Q. I live in a manufactured home co-op, and earlier this year we switched property management companies. At first, they lost a check – which I guess can happen. Then a few months later, a group of us received demands for rent and were served eviction notices by the sheriff’s office. I set up a payment arrangement and have stuck by it for the last three months, Then another check went missing.
Long story short: when I called the management company and asked for a copy of my account and what I have paid in, I was told it was sent to the co-op’s lawyer, and I would have to contact him to obtain it. I told the woman on the phone, “Ummm, no. This is my account and I am asking you for a copy of what I have paid in, including arrears.” She told me she would email it to me. I told her I wanted a hard copy. I received an email copy from the attorney. When I read the ledger, I found that even though there were months that the check was picked up prior to the 5th of the month, they were not being credited to my account until after the 15th, and an automatic $25 fee was being added. To me this seems very odd. Is it a normal practice?
— Disgruntled Shareholder
A. “In a dispute involving late fees charged by a cooperative,” says attorney Cathleen Hung of the New York firm Anderson Kill, “the first thing to look at is the cooperative’s governing document, the proprietary lease. The authority of the cooperative to charge late fees is usually found in paragraph 12 of standard proprietary leases. The standard language establishes a grace period for the payment of monthly maintenance before late fees are charged, and also sets the late fee equal to the maximum legal rate of interest. There are conflicting interpretations as to what the ‘maximum legal rate of interest’ is, but for most co-ops the late fee is usually two to five percent of the monthly maintenance.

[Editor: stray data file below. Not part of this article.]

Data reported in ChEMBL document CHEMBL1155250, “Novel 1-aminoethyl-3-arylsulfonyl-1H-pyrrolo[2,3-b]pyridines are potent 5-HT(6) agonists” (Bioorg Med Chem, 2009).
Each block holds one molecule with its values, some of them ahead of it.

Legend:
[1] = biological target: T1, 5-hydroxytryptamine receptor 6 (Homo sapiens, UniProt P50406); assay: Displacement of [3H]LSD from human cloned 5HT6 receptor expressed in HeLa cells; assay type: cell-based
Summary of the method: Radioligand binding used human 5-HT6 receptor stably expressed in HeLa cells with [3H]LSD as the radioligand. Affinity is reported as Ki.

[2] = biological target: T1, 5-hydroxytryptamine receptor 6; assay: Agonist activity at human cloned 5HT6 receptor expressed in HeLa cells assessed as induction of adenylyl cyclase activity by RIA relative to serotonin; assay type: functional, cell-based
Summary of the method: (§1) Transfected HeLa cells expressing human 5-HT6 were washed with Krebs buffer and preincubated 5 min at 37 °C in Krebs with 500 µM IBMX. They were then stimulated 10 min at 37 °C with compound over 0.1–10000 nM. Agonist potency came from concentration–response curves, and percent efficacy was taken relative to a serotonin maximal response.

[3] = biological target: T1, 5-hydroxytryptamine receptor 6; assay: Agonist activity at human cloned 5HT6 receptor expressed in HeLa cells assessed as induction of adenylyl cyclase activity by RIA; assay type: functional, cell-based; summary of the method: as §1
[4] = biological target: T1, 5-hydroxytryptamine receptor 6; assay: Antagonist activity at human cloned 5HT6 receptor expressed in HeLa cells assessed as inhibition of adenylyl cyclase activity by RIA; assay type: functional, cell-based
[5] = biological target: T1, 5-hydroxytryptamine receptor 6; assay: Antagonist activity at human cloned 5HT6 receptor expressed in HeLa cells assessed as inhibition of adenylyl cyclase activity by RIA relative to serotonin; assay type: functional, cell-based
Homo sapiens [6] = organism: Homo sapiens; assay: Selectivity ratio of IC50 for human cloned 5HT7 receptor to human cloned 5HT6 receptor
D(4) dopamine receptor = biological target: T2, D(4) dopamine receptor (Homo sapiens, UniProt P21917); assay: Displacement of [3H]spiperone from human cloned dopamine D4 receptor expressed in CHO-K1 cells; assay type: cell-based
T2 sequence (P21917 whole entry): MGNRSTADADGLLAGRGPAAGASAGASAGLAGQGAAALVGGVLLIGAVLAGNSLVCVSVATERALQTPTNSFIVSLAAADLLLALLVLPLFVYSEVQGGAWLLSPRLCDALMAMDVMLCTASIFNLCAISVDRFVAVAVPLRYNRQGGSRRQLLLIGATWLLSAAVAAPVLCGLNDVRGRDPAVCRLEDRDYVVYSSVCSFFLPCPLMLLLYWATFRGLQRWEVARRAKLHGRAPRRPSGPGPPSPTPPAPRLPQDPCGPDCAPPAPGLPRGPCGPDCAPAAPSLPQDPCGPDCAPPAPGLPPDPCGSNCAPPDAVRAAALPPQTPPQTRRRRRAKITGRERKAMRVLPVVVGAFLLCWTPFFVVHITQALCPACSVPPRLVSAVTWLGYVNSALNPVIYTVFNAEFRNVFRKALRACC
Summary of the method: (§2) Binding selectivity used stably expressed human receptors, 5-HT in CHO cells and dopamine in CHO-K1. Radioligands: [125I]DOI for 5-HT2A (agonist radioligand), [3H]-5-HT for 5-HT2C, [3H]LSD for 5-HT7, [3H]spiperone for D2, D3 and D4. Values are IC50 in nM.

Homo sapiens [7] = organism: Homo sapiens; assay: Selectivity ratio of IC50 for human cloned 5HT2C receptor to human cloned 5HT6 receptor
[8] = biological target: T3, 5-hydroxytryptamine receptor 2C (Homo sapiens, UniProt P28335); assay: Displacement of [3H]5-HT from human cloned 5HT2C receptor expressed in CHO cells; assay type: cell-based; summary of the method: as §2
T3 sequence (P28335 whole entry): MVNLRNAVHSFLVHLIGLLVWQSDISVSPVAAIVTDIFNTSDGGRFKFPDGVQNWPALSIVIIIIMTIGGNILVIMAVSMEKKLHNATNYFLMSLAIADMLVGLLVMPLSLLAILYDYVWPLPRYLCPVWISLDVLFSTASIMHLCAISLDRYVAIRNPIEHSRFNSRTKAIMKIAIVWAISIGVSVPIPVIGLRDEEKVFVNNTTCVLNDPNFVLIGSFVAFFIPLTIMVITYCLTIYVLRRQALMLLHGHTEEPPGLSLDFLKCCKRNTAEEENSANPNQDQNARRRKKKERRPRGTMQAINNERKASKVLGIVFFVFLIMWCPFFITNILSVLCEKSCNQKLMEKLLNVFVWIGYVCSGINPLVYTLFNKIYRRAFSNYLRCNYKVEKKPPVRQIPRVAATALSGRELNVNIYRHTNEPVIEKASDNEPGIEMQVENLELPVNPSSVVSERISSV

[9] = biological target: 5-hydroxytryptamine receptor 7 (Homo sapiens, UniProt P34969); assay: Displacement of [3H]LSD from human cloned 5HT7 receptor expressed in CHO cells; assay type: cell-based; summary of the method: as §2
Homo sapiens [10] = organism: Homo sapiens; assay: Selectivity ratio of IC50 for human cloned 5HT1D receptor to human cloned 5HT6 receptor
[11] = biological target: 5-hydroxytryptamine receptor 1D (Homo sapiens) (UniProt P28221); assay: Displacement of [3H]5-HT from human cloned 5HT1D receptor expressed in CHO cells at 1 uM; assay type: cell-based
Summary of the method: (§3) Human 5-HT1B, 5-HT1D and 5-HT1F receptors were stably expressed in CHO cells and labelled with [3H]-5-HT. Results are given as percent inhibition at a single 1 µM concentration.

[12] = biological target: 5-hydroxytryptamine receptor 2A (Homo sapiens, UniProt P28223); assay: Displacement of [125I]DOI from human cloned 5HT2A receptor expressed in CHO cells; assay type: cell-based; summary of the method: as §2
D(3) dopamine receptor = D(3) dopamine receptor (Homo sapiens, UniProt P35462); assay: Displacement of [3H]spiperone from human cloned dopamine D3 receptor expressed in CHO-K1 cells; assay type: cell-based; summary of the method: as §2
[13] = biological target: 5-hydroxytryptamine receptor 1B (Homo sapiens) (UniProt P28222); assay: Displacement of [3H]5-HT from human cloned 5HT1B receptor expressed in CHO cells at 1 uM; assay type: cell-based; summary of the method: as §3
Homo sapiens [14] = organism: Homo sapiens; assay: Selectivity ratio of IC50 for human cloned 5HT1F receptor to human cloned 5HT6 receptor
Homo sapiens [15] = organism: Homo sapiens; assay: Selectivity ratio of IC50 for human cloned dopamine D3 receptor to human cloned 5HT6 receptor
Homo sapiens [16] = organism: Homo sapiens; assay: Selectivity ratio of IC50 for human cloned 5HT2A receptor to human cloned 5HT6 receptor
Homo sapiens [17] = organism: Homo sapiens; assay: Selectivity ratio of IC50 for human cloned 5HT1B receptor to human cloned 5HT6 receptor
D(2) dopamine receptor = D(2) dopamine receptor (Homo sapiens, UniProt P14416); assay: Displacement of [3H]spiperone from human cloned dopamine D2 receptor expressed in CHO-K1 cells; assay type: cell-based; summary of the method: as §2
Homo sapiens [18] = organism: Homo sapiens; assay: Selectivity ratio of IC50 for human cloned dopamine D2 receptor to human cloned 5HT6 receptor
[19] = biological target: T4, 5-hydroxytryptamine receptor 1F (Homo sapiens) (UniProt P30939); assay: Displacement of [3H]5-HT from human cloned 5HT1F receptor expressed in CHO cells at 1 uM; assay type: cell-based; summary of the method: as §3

“If the proprietary lease does give the cooperative the authority to charge a late fee, and provides a grace period up to the 5th day of each month, then you would have good standing to have the management company remove those late charges from your account The management company’s own records reflect that the maintenance checks were picked up prior to the 5th of the month, which is within the grace period. It is irrelevant when those checks were cashed; what matters is when those checks were received by the management company. If, however, the proprietary lease states that maintenance payments are due by the 1st of each month with no mention of a grace period, the cooperative is within its rights to impose a late fee. It is important to be aware of what is stated in your proprietary lease, as it dictates the rights and obligations of both you as a shareholder and the cooperative.
“Also, to address any future issues regarding lost checks, or when checks were actually delivered, my recommendation would be to obtain a receipt whenever you drop off your maintenance checks. This is especially good practice when you have entered into a payment plan with the cooperative, as untimely or missing payments may be cause for eviction. The receipt will not only provide you with a written record that you have made your payment, but the date your payment was made.”